Show, don’t tell

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Any commentary about the recent release of top-to-bottom review of the Steamship Authority by HMS Consulting has to begin with how utterly tone-deaf it was of the SSA to hold the first meeting on the topic at mid-afternoon on a Monday at Falmouth High School.

In theory, the idea was to make the initial release of the report accessible to all of the SSA ports. But it made the reveal of the report virtually inaccessible to the people of Martha’s Vineyard who demanded the outside review after repeated mechanical failures in the first four months of 2017 left Vineyard passengers stranded. (As Mansion House co-owner Josh Goldstein has been saying for months now, the SSA needs to hold meetings when the working public can actually attend and have their voices heard.)

And let’s not forget, SSA general manager Robert Davis wanted to be able to fix the problems in-house, and several members of the Steamship Authority board seemed poised to go along with that until the public demanded a meeting on Martha’s Vineyard — the meeting that ultimately prompted a vote for the independent review. (These would be the same board members who gave Davis an above-average grade on his performance review after a year of unprecedented mechanical problems with the SSA’s fleet of ferries.)

We’ve now had a few weeks to digest the HMS report, and it should worry anyone who relies on the Steamship Authority.

The report makes reference to a British ferry, the Herald of Free Enterprise, that capsized in 1987, killing 193 people. The accident was traced to a “disease of sloppiness” on the part of the vessel’s management.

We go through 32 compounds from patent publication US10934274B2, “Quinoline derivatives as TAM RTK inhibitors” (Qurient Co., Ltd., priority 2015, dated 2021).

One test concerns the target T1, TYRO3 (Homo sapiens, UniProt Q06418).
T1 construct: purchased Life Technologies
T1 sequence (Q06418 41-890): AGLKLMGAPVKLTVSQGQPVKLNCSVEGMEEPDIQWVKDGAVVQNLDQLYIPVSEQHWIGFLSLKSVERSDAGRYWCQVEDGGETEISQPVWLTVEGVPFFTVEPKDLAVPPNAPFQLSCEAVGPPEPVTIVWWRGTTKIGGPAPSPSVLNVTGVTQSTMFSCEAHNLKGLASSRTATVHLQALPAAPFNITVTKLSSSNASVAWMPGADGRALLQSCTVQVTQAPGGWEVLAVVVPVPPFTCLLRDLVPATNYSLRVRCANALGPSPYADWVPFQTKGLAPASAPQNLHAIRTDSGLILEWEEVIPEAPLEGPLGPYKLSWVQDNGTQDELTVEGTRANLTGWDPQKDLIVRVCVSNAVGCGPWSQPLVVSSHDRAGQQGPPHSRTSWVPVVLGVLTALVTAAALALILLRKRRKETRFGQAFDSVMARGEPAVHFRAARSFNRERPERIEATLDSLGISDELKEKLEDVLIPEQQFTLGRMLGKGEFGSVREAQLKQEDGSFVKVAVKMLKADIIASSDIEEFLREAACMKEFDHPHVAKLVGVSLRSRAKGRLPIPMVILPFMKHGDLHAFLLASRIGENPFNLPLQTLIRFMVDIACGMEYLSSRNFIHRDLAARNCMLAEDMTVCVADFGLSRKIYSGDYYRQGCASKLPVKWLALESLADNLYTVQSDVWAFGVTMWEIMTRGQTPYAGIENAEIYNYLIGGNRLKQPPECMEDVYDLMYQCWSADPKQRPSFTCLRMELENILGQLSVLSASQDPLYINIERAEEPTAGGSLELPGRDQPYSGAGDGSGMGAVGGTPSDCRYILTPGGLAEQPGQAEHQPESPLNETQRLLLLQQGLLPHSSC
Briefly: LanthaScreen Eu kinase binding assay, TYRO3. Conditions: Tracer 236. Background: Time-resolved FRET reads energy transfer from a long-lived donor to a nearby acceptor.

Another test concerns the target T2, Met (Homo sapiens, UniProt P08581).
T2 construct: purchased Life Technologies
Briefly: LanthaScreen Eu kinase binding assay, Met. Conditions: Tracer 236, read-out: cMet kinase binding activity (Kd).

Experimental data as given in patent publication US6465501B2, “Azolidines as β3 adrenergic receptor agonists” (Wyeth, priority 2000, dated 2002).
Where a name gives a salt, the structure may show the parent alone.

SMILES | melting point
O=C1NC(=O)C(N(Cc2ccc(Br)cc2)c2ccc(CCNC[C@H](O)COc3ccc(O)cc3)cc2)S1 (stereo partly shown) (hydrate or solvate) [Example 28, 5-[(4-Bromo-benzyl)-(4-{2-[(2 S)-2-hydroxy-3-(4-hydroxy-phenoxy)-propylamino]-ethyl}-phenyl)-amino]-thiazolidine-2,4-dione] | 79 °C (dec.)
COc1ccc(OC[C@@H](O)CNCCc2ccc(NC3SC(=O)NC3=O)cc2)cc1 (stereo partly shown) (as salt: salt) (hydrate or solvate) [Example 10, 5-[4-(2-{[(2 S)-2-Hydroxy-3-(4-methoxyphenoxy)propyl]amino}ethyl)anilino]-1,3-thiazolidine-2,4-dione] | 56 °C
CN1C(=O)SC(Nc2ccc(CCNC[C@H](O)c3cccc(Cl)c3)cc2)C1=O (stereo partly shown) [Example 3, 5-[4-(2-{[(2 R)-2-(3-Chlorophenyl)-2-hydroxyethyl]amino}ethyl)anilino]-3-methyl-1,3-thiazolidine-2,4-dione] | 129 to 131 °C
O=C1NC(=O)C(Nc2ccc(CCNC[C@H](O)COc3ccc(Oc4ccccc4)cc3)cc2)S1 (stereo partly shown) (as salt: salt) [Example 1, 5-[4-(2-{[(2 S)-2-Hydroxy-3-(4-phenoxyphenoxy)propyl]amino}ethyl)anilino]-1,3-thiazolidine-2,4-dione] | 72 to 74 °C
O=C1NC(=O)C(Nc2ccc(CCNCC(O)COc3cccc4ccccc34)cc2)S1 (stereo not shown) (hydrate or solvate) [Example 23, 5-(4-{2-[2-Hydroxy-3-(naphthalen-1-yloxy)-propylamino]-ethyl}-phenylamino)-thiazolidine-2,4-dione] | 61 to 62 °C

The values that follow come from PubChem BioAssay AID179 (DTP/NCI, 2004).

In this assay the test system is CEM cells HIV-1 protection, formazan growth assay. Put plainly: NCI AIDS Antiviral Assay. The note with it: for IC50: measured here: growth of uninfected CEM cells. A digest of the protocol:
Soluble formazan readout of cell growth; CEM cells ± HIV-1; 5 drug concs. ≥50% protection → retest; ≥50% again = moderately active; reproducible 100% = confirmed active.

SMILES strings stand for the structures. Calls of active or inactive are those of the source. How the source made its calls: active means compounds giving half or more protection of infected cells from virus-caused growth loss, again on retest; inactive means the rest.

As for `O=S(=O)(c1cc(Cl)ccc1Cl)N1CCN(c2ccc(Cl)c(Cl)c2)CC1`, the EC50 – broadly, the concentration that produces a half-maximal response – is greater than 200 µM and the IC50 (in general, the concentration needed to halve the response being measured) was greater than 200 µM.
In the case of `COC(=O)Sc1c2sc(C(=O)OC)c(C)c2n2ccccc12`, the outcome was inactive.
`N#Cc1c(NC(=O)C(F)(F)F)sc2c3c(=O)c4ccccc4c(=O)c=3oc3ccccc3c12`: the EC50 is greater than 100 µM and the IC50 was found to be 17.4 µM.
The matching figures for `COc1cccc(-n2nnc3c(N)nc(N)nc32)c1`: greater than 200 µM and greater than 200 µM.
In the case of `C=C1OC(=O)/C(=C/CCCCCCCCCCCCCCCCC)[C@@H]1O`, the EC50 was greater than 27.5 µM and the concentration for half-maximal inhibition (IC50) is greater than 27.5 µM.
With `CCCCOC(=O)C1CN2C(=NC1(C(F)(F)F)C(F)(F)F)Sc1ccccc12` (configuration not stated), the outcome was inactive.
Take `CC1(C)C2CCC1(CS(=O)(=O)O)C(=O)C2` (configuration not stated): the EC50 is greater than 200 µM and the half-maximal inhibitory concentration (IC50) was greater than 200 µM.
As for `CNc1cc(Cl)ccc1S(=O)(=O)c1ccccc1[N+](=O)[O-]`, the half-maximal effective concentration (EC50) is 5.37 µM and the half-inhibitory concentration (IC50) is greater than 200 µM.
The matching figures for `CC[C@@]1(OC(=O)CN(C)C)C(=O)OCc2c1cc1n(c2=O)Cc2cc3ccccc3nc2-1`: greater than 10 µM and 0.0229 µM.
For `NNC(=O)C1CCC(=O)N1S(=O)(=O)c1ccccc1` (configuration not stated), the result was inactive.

“Since this incident, the industry has evolved significantly, but evidence suggests the SSA has not,” the report states. It goes on to say several “key personnel do not endorse this theory,” calling the SSA ferry incidents in the spring of 2018 isolated, the result of a “perfect storm of events,” and that “nothing is broken” within the SSA.

“But from our experience, this could not be further from the truth,” HMS concluded.

Ouch. Let that sink in.

Yes, as the SSA has pointed out in its press releases, public meetings, and in a recent email to customers, the report does point out some positives, including the commitment of the SSA’s employees. But even those are overshadowed by HMS essentially stating that the SSA is lucky that it hasn’t had even more problems.

The overall investigation revealed SSA management deficiencies, “counterproductive frugality,” poor accountability, factions with competing interests, and a culture that does not proactively seek to mitigate risks. The frugality claim did make some observers choke a bit, as we watch the SSA in the midst of massive construction projects — the recently completed administration building and the controversial Woods Hole terminal.

As The Times reported last week, this isn’t the first time an outside consultant has pointed out deficiencies with the Steamship Authority. Reporter Rich Saltzberg dusted off a 1994 report done by McKinsey and Co. that found alarmingly similar issues within the ferry service. The SSA was described in that report as being reactive and continuously “putting out fires.” That report pointed to a lack of planning and a fly-by-the-seat-of-their-pants mentality for some issues, including vessel maintenance.

While some measures were put in place back in 1994, such as creating the Fairhaven maintenance facility, it appears, given some of the findings in the HMS report, that after a period of time, the SSA slipped back into some old habits.

Even before last spring’s unprecedented string of mechanical failures, there were people raising warning signs about the entrenched culture of the SSA. Tristan Israel, a Tisbury selectman and county commissioner, questioned hiring Davis from within rather than having a more formal search for a more qualified candidate.

That’s why whatever the Steamship Authority does in the coming months in response to the HMS Consulting report and the as-yet-unfinished communications report, it has to be done with the utmost transparency. (Someone tell Robert Jones, the Barnstable representative on the board, that it’s not a good look to bemoan that public business has to be done in public under the Open Meeting Law. “I think the Open Meeting Law restricts a lot of good government,” he said at the board’s first meeting after the HMS report was released.)

Trust is built by showing, not telling, customers that everything is OK. We’ll be watching.